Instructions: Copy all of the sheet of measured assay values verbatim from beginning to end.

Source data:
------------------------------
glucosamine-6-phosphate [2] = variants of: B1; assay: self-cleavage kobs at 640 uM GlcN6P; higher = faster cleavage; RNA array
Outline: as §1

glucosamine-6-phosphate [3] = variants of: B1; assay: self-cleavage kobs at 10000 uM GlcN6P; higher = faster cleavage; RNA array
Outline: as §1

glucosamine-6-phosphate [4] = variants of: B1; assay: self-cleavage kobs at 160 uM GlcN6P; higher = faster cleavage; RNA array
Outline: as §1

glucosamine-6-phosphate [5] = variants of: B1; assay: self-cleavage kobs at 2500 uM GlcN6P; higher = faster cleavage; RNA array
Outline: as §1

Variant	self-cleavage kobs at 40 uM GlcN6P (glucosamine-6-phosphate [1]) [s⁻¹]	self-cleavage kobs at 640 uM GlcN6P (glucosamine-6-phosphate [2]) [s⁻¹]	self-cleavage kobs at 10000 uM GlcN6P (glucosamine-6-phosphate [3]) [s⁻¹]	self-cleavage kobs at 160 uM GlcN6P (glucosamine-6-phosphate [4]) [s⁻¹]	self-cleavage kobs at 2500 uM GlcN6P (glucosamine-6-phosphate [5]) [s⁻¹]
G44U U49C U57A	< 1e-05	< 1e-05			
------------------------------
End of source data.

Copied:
glucosamine-6-phosphate [2] = variants of: B1; assay: self-cleavage kobs at 640 uM GlcN6P; higher = faster cleavage; RNA array
Outline: as §1

glucosamine-6-phosphate [3] = variants of: B1; assay: self-cleavage kobs at 10000 uM GlcN6P; higher = faster cleavage; RNA array
Outline: as §1

glucosamine-6-phosphate [4] = variants of: B1; assay: self-cleavage kobs at 160 uM GlcN6P; higher = faster cleavage; RNA array
Outline: as §1

glucosamine-6-phosphate [5] = variants of: B1; assay: self-cleavage kobs at 2500 uM GlcN6P; higher = faster cleavage; RNA array
Outline: as §1

Variant	self-cleavage kobs at 40 uM GlcN6P (glucosamine-6-phosphate [1]) [s⁻¹]	self-cleavage kobs at 640 uM GlcN6P (glucosamine-6-phosphate [2]) [s⁻¹]	self-cleavage kobs at 10000 uM GlcN6P (glucosamine-6-phosphate [3]) [s⁻¹]	self-cleavage kobs at 160 uM GlcN6P (glucosamine-6-phosphate [4]) [s⁻¹]	self-cleavage kobs at 2500 uM GlcN6P (glucosamine-6-phosphate [5]) [s⁻¹]
G44U U49C U57A	< 1e-05	< 1e-05			